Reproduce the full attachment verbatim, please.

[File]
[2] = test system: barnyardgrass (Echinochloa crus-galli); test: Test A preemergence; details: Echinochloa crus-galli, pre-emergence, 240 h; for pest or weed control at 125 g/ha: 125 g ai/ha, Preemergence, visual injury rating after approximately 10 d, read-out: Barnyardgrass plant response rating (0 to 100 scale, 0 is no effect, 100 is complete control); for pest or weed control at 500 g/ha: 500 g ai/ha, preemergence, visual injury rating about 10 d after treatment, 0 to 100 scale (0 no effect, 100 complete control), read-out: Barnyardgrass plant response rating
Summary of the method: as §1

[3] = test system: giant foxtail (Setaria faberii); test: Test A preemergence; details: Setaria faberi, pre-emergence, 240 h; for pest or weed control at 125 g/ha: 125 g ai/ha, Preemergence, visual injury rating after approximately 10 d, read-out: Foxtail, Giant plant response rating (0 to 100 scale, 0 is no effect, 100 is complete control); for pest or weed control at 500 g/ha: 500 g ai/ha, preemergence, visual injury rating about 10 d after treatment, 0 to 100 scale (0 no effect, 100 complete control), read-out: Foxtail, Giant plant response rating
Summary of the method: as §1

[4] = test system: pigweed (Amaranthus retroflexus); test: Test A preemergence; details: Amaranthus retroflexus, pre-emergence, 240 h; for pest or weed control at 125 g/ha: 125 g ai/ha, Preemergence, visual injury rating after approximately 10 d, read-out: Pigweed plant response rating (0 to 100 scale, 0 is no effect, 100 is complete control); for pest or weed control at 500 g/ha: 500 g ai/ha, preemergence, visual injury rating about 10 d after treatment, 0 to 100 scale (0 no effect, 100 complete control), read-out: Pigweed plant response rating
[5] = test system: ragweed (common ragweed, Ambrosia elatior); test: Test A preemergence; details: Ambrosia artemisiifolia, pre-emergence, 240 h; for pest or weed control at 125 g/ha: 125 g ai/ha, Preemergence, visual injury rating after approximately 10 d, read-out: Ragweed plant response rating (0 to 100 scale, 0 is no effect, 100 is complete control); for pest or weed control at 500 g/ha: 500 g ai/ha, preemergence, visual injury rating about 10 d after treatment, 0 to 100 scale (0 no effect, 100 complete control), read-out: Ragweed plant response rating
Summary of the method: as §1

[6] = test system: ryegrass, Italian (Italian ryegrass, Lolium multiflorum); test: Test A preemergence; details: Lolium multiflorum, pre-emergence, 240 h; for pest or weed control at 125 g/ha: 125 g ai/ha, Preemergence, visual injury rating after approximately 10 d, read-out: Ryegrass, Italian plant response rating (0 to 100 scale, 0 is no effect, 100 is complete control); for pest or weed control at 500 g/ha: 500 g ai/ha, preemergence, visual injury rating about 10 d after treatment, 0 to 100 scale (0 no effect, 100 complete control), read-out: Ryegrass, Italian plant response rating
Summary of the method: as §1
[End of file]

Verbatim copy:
[2] = test system: barnyardgrass (Echinochloa crus-galli); test: Test A preemergence; details: Echinochloa crus-galli, pre-emergence, 240 h; for pest or weed control at 125 g/ha: 125 g ai/ha, Preemergence, visual injury rating after approximately 10 d, read-out: Barnyardgrass plant response rating (0 to 100 scale, 0 is no effect, 100 is complete control); for pest or weed control at 500 g/ha: 500 g ai/ha, preemergence, visual injury rating about 10 d after treatment, 0 to 100 scale (0 no effect, 100 complete control), read-out: Barnyardgrass plant response rating
Summary of the method: as §1

[3] = test system: giant foxtail (Setaria faberii); test: Test A preemergence; details: Setaria faberi, pre-emergence, 240 h; for pest or weed control at 125 g/ha: 125 g ai/ha, Preemergence, visual injury rating after approximately 10 d, read-out: Foxtail, Giant plant response rating (0 to 100 scale, 0 is no effect, 100 is complete control); for pest or weed control at 500 g/ha: 500 g ai/ha, preemergence, visual injury rating about 10 d after treatment, 0 to 100 scale (0 no effect, 100 complete control), read-out: Foxtail, Giant plant response rating
Summary of the method: as §1

[4] = test system: pigweed (Amaranthus retroflexus); test: Test A preemergence; details: Amaranthus retroflexus, pre-emergence, 240 h; for pest or weed control at 125 g/ha: 125 g ai/ha, Preemergence, visual injury rating after approximately 10 d, read-out: Pigweed plant response rating (0 to 100 scale, 0 is no effect, 100 is complete control); for pest or weed control at 500 g/ha: 500 g ai/ha, preemergence, visual injury rating about 10 d after treatment, 0 to 100 scale (0 no effect, 100 complete control), read-out: Pigweed plant response rating
[5] = test system: ragweed (common ragweed, Ambrosia elatior); test: Test A preemergence; details: Ambrosia artemisiifolia, pre-emergence, 240 h; for pest or weed control at 125 g/ha: 125 g ai/ha, Preemergence, visual injury rating after approximately 10 d, read-out: Ragweed plant response rating (0 to 100 scale, 0 is no effect, 100 is complete control); for pest or weed control at 500 g/ha: 500 g ai/ha, preemergence, visual injury rating about 10 d after treatment, 0 to 100 scale (0 no effect, 100 complete control), read-out: Ragweed plant response rating
Summary of the method: as §1

[6] = test system: ryegrass, Italian (Italian ryegrass, Lolium multiflorum); test: Test A preemergence; details: Lolium multiflorum, pre-emergence, 240 h; for pest or weed control at 125 g/ha: 125 g ai/ha, Preemergence, visual injury rating after approximately 10 d, read-out: Ryegrass, Italian plant response rating (0 to 100 scale, 0 is no effect, 100 is complete control); for pest or weed control at 500 g/ha: 500 g ai/ha, preemergence, visual injury rating about 10 d after treatment, 0 to 100 scale (0 no effect, 100 complete control), read-out: Ryegrass, Italian plant response rating
Summary of the method: as §1